Featured Research

from universities, journals, and other organizations

In triplicate, genes make maize tolerant to toxic soil

Date:
March 20, 2013
Source:
Cornell University
Summary:
Rendering some of the world’s toxic soils far less unfriendly, researchers are learning to grow stress-tolerant crops on formerly non-farmable land.

This image shows aluminum-tolerant corn on the left and aluminum-sensitive corn on the right in test plots in highly acidic soil in Brazil.
Credit: Image courtesy of Cornell University

Rendering some of the world's toxic soils far less unfriendly, the U.S. Department of Agriculture, Boyce Thompson Institute for Plant Research and Cornell researchers are learning to grow stress-tolerant crops on formerly non-farmable land.

In this effort, when plant scientists searched the maize genome for clues as to why some plants can tolerate toxic aluminum in soil, they found three copies of the same gene known to affect aluminum tolerance, according to new USDA/Cornell-led research.

Aluminum toxicity comes close to rivaling drought as a food-security threat in critical tropical food-producing regions.

Acidic soils dissolve aluminum from clays in the soil, making it toxic to plant roots in half the world's arable lands. The MATE1 gene, which was found in triplicate in aluminum-tolerant maize, turns on in the presence of aluminum ions and expresses a protein that transports citric acid from root tips into the soil, which binds to and locks up aluminum, thereby preventing it from harming roots.

"We found three functional copies that were identical," said senior author Leon Kochian, director of the U.S. Department of Agriculture -- Agriculture Research Service Plant, Soil and Nutrition Laboratory at Cornell. "This is one of the first examples of copy number variation contributing to an agronomically important trait."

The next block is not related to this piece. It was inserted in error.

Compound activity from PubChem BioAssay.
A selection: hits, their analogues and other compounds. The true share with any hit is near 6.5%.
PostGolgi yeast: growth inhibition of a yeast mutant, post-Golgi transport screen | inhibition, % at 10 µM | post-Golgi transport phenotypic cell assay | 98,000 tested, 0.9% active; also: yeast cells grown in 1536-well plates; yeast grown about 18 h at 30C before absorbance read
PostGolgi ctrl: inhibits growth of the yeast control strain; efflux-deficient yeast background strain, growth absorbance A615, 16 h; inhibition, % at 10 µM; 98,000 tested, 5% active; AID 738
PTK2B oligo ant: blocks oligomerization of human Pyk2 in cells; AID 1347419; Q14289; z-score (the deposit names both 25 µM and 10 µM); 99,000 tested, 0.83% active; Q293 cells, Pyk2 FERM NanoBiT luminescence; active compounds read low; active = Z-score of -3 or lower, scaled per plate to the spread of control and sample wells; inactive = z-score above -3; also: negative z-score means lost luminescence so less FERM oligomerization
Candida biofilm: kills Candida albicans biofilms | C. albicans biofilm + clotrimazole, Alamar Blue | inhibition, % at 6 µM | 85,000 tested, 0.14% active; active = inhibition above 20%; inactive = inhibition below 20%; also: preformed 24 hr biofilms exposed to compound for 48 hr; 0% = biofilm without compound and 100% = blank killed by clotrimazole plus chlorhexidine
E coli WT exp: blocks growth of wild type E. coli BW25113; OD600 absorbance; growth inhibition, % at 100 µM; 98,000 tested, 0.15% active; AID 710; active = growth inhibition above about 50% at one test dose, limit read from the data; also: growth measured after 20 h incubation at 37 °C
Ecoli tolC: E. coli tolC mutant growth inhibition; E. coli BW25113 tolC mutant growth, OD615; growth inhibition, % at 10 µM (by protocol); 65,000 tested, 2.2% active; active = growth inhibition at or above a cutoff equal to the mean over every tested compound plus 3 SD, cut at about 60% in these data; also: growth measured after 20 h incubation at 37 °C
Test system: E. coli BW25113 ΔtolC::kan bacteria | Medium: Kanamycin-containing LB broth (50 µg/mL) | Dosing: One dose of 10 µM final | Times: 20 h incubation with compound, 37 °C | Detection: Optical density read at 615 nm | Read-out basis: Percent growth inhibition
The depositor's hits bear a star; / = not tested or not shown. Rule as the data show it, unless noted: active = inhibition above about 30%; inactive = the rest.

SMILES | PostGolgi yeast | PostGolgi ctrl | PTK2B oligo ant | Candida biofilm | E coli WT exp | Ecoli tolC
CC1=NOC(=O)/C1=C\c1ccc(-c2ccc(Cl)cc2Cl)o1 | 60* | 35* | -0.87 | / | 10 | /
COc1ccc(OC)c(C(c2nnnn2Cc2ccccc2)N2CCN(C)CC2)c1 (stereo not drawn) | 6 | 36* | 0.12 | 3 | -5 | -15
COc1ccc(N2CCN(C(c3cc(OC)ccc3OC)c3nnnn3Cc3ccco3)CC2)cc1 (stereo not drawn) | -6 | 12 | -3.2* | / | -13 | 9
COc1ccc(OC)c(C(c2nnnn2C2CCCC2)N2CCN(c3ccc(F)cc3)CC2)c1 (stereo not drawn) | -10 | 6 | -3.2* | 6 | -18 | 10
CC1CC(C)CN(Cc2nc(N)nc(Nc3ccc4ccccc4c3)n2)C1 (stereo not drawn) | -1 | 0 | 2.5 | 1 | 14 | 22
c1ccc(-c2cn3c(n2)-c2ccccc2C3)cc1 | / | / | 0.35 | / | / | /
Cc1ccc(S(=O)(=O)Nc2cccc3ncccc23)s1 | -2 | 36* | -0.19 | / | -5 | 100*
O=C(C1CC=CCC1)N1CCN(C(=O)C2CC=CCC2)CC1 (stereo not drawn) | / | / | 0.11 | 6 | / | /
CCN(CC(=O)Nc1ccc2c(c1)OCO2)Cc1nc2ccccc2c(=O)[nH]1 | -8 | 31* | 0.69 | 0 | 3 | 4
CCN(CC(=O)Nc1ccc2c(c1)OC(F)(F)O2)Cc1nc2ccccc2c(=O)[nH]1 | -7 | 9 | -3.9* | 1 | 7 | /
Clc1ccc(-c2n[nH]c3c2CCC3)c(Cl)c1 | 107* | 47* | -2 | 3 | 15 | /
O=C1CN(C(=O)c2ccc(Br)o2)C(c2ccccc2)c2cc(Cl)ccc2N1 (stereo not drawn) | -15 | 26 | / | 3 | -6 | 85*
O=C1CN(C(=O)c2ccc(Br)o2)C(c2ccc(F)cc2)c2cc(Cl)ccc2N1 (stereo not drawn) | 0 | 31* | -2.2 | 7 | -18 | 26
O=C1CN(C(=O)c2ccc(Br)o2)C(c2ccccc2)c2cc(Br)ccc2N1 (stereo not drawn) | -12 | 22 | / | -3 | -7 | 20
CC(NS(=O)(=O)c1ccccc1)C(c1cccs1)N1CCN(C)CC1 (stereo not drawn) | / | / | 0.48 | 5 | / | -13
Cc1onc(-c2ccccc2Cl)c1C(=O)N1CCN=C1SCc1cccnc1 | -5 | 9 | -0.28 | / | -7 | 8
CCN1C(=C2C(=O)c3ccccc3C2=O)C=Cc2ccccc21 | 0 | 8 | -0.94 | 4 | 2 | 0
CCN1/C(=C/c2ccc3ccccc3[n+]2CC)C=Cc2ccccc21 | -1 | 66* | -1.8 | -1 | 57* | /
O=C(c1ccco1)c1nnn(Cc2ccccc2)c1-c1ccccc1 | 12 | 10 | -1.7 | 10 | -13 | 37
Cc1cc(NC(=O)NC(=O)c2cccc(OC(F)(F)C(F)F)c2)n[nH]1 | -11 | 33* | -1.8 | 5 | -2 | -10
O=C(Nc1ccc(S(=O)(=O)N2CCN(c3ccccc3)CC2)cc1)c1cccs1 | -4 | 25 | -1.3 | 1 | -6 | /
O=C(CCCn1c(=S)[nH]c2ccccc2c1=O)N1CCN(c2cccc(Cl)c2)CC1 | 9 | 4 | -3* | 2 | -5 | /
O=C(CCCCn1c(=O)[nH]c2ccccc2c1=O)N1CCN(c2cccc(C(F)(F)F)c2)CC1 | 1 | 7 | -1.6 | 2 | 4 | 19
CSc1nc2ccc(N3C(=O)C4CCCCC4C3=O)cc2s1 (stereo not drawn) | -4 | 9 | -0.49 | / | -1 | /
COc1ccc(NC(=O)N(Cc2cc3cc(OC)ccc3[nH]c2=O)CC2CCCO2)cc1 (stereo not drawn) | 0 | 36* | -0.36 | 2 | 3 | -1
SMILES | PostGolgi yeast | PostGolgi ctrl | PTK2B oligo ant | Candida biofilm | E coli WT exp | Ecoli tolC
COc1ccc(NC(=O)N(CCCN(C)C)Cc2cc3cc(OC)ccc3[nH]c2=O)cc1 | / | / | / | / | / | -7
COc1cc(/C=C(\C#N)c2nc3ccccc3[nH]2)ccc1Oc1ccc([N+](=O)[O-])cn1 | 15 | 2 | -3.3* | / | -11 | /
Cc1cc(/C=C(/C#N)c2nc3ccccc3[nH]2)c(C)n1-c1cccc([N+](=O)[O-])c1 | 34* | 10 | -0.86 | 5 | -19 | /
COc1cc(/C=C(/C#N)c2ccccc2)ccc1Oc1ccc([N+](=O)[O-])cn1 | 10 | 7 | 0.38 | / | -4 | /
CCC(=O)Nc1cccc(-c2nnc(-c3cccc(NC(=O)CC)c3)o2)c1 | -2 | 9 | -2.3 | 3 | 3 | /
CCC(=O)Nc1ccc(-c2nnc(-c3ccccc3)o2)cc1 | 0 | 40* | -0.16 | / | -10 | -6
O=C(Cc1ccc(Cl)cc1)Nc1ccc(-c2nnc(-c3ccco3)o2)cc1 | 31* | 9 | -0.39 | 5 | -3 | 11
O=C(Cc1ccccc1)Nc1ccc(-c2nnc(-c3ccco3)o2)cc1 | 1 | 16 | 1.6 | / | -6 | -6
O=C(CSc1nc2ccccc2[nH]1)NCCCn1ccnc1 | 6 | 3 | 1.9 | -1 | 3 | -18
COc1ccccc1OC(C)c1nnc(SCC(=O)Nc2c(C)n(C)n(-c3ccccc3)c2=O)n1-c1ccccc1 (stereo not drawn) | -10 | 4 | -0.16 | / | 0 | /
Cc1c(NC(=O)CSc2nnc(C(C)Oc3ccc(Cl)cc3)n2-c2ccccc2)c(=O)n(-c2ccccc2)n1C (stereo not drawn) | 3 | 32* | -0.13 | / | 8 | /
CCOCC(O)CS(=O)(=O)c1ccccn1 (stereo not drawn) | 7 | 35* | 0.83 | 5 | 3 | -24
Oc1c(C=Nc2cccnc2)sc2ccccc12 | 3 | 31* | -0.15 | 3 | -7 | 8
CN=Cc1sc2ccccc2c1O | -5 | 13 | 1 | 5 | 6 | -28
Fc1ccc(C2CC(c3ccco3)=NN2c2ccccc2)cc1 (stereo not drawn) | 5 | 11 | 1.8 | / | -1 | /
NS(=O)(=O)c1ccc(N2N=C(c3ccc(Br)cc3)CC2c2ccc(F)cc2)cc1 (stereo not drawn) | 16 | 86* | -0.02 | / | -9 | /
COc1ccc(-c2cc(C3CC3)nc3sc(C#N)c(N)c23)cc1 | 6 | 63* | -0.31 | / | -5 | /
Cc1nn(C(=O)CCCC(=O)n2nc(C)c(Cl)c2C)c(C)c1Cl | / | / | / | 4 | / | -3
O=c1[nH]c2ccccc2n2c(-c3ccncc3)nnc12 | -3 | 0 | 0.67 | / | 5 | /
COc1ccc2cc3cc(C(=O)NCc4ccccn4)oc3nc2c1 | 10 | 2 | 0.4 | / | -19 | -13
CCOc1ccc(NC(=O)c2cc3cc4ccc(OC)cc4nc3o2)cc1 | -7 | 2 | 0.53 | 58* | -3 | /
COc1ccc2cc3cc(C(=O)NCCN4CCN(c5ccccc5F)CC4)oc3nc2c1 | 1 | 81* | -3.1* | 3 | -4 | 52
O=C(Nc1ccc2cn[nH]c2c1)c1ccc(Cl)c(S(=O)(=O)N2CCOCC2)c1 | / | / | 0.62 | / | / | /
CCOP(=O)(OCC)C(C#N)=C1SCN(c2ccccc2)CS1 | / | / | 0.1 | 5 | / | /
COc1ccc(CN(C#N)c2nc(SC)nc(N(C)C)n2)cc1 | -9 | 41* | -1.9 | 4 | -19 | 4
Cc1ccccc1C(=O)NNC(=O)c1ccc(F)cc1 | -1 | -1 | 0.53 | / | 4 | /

He added that the extra gene copies had a cumulative effect of coding for more protein that transports aluminum-binding citric acid into the soil.

The study, "Aluminum tolerance in maize is associated with higher MATE1 gene copy number," appeared online March 11 in the Proceedings of the National Academy of Sciences.

The finding points to the importance of looking for multiple copies of a gene for higher expression of certain traits. "This could be a key factor for other traits of agricultural importance," said Kochian.

The research came out of a long collaboration on aluminum tolerance with Embrapa Maize and Sorghum in Brazil, which provided the aluminum-tolerant maize germplasm where the 3-copy allele was discovered. Lead author Lyza Maron, a senior research associate at the Boyce Thompson Institute for Plant Research at Cornell, also collaborated with researchers at the University of Florida, Gainesville, the University of Missouri, Arizona Genomics Institute and Cold Spring Harbor Laboratory to verify the finding. By sequencing the genomic regions that harbor the MATE1 gene in aluminum-tolerant and aluminum-sensitive plants, she found a similar MATE1 allele (version of a gene) in both types of plants. But when she examined copy number variation, she found the aluminum-tolerant plant had three copies, while the intolerant plant had only one copy of the MATE1 allele.

"Copy number variation is well documented in the human genome," Kochian said, "and maize does a lot of this, so there are probably many examples."


Story Source:

The above story is based on materials provided by Cornell University. The original article was written by Krishna Ramanujan. Note: Materials may be edited for content and length.


Journal Reference: